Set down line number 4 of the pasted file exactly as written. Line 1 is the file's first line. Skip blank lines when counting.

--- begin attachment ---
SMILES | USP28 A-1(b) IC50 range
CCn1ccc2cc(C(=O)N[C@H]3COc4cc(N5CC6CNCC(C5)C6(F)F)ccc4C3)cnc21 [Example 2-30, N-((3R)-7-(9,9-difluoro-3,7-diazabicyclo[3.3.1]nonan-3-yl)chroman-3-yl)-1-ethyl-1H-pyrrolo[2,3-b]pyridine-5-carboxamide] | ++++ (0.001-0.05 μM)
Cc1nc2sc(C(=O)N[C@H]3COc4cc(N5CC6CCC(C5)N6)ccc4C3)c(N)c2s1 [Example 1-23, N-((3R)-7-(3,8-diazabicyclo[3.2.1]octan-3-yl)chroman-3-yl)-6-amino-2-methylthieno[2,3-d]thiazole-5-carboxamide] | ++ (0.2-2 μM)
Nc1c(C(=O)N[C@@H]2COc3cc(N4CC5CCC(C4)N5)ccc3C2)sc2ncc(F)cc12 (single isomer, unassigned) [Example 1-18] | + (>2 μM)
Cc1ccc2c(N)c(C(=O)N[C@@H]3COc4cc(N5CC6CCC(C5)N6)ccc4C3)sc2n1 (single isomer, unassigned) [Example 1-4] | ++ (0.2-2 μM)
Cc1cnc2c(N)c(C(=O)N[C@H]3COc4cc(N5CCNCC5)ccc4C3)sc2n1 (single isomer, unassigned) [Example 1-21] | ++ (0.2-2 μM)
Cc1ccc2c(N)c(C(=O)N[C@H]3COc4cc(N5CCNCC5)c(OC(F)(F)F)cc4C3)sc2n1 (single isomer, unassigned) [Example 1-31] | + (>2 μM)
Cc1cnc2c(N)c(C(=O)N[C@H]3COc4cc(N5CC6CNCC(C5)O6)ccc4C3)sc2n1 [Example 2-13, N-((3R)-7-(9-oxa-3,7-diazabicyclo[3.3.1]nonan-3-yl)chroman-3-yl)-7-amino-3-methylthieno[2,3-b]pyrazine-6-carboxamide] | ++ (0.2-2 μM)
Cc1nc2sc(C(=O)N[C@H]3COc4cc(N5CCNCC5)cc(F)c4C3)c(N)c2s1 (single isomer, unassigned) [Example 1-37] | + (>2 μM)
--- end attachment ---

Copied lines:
Nc1c(C(=O)N[C@@H]2COc3cc(N4CC5CCC(C4)N5)ccc3C2)sc2ncc(F)cc12 (single isomer, unassigned) [Example 1-18] | + (>2 μM)